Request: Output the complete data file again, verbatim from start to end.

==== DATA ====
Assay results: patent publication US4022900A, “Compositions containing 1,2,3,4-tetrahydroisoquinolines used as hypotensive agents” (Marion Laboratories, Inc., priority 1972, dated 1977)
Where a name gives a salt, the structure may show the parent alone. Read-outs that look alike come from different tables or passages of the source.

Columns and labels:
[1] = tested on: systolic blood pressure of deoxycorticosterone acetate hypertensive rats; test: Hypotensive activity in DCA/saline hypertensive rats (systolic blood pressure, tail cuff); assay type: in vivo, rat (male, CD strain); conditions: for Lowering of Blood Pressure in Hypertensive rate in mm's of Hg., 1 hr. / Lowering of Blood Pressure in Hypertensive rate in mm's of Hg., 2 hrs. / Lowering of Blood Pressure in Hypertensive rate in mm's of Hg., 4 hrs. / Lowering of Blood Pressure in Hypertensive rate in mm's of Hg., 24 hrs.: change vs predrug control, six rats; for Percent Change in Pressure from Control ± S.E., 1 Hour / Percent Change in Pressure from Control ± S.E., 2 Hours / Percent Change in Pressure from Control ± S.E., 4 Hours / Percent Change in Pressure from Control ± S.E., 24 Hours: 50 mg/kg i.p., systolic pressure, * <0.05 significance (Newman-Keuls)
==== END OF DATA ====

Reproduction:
Assay results: patent publication US4022900A, “Compositions containing 1,2,3,4-tetrahydroisoquinolines used as hypotensive agents” (Marion Laboratories, Inc., priority 1972, dated 1977)
Where a name gives a salt, the structure may show the parent alone. Read-outs that look alike come from different tables or passages of the source.

Columns and labels:
[1] = tested on: systolic blood pressure of deoxycorticosterone acetate hypertensive rats; test: Hypotensive activity in DCA/saline hypertensive rats (systolic blood pressure, tail cuff); assay type: in vivo, rat (male, CD strain); conditions: for Lowering of Blood Pressure in Hypertensive rate in mm's of Hg., 1 hr. / Lowering of Blood Pressure in Hypertensive rate in mm's of Hg., 2 hrs. / Lowering of Blood Pressure in Hypertensive rate in mm's of Hg., 4 hrs. / Lowering of Blood Pressure in Hypertensive rate in mm's of Hg., 24 hrs.: change vs predrug control, six rats; for Percent Change in Pressure from Control ± S.E., 1 Hour / Percent Change in Pressure from Control ± S.E., 2 Hours / Percent Change in Pressure from Control ± S.E., 4 Hours / Percent Change in Pressure from Control ± S.E., 24 Hours: 50 mg/kg i.p., systolic pressure, * <0.05 significance (Newman-Keuls)